Charities and agencies – how to form a perfect marriage

Charities and agencies – how to form a perfect marriage


How can charities find the right agency to work with? These 5 tips will help you feel confident you're investing in an agency that will deliver returns, whatever your budget. 

By Kirsty Stephenson


Let’s face it; charities and agencies need each other. Agencies wouldn’t exist without a client and charities couldn’t achieve their fundraising goals without the skills and strength of external resource.

So why is it all too often, when the going gets tough, they are willing to throw each other under the bus? More often than not it is the agency that takes the hit first.

But they need to work better as a partnership, to collaborate and get the best from each other for the interests of both parties, but also for the supporters. Here are my top tips for a successful charity-agency relationship:


1. Find the right fit


Who will be the right fit as a partner for you and your charity in the long term?

It is patronising to suggest any charity client would get swayed by looks (cool / funky / stylish office) or location (East London?) alone – isn’t it?

It also goes without saying that it is important to do your due diligence. You need to understand their experience, their history, their results and track record.

But if you are going to be together a while it is also important that you like and respect each other. Not necessarily on an individual basis, as after all, account managers change and clients move on. But you need to like what they stand for. Don’t just rely on the first date PowerPoint – we all know that is just a method of securing a second date!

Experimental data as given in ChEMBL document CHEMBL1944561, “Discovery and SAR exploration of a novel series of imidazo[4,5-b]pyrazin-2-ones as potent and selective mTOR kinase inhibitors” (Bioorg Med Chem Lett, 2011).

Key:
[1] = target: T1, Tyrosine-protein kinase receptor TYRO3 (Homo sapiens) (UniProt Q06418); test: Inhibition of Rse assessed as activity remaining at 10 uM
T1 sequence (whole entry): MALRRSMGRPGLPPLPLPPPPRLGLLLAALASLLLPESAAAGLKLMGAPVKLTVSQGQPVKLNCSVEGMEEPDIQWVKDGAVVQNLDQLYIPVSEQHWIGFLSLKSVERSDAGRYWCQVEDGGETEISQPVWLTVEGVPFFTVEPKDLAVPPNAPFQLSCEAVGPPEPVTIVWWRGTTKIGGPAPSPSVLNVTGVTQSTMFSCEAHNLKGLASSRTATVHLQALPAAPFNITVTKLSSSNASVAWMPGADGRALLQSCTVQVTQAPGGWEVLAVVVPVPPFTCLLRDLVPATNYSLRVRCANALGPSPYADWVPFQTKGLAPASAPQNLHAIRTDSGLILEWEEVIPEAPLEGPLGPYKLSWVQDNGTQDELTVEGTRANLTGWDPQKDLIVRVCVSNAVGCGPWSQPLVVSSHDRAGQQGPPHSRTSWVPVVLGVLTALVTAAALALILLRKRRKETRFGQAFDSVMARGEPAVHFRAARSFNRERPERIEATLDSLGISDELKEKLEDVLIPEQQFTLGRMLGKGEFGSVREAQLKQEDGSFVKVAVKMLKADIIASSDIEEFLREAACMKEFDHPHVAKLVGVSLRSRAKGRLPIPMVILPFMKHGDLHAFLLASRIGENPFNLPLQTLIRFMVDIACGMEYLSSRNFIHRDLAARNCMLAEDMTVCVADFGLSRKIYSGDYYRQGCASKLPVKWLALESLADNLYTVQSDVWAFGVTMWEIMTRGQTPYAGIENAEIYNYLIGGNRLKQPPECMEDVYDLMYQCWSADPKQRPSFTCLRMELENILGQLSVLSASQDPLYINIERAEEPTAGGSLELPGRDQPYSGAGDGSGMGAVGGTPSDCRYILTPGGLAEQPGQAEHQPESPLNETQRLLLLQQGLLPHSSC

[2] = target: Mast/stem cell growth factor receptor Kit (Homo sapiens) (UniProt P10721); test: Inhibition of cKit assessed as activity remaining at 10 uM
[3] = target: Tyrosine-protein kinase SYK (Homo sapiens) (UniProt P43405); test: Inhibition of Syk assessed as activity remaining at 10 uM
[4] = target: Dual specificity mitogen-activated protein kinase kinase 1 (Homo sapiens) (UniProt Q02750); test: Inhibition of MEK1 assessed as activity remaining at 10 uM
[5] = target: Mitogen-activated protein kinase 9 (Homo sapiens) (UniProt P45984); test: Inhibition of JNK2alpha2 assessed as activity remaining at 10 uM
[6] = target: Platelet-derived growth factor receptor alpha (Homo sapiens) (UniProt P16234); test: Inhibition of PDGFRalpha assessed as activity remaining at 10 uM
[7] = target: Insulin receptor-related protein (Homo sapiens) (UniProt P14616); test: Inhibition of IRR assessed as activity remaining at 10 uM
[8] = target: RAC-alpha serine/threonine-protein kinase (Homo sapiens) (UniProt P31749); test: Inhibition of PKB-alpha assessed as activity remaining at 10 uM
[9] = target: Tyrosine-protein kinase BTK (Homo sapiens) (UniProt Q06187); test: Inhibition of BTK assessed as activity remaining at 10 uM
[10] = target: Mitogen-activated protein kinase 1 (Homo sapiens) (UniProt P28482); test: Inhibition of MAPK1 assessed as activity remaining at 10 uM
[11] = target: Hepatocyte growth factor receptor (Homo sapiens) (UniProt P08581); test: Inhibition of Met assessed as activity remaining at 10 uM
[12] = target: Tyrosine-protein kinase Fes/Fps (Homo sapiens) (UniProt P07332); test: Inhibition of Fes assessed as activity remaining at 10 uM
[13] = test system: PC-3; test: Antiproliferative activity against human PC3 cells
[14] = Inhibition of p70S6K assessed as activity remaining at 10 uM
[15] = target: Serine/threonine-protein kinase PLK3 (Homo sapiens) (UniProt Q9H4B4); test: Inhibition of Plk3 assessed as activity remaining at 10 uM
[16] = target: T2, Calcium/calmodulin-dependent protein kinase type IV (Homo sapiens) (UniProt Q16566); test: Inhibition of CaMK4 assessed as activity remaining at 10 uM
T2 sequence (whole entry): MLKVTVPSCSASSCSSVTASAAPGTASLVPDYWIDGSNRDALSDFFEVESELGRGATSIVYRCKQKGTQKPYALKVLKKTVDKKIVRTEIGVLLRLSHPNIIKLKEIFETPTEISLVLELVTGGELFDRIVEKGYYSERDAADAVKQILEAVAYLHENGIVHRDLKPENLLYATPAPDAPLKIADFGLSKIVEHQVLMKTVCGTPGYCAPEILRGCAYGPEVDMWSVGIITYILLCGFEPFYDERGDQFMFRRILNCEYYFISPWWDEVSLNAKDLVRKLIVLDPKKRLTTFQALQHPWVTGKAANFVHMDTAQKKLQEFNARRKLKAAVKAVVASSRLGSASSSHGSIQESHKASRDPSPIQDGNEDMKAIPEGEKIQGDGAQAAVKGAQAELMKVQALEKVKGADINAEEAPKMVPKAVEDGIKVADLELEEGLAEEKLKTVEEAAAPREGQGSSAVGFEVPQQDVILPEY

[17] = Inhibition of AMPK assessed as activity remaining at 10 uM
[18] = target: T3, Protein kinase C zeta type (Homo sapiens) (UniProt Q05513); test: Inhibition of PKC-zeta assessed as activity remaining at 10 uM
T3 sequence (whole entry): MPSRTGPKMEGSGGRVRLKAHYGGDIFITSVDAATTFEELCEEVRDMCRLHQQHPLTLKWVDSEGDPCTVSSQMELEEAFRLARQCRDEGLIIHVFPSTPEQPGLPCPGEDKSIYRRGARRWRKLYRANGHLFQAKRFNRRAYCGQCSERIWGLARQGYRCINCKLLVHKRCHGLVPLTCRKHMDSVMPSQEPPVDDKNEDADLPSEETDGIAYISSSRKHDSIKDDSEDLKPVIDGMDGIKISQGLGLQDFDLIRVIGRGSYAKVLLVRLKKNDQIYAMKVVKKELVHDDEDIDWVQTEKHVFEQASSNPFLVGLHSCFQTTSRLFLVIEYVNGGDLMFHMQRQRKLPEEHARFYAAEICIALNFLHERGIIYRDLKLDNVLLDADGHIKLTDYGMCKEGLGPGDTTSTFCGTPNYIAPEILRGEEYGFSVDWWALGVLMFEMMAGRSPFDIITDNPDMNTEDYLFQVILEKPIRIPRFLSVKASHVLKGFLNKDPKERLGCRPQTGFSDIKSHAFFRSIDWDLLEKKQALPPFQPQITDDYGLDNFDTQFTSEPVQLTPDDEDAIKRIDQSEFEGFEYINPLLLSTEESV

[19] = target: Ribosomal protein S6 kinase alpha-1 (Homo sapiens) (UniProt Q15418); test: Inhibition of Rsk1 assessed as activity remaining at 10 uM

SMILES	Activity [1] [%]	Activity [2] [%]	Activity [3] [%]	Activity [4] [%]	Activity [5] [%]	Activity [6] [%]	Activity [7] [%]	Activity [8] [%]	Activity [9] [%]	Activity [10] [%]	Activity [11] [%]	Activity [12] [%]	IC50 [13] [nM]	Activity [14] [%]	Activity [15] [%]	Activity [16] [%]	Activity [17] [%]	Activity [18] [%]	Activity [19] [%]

Natalie Jones, head of individual giving and legacies at VSO International advises:

“Talk to them in detail about what processes they have in place to ensure they are compliant with fundraising regulations, and what quality control procedures they have to ensure their fundraisers – who will be representing your charity to the public – conduct themselves professionally. Ask what are their policies regarding vulnerable people?

“It’s also important to understand their complaints policy – how quickly will they respond to a complaint? What steps do they take to investigate? What actions do they take according to the nature and severity of different complaints?”


2. Get to know the family


This should be reciprocal. From a charity’s perspective, ask the people who know the agency the best – other clients. Get some first-hand testimonials; call them yourself and quiz them.

Hang out at the agency for a while and see how they work. Don’t get palmed off with a quick tour and relegated to a meeting room for a couple of hours of statistics before signing a contract.

By meeting the people in their own environment – senior management, back-office staff, face-to-face fundraisers – you will get a better understanding of their ethos and ways of working.

Equally an agency needs to understand the client, the charity and their supporters as well as their ambitions, aims and what you are looking for in an ideal partner. Charities should welcome agencies into their world and, where possible, into the field. Inspire an agency in the same way you inspire your supporters with the great work you are doing. Make them want to do their best by you.

Fire each other up ready for an exciting future together!


3. Agree and understand the processes


So you have found your perfect partner. Of course is all very well believing in the same things but let’s get practical. Now it is time to invest in the pre-nup.

What is the cost of this relationship? What will the return be for both parties? Do you both have a realistic understanding of targets, timelines and deadlines?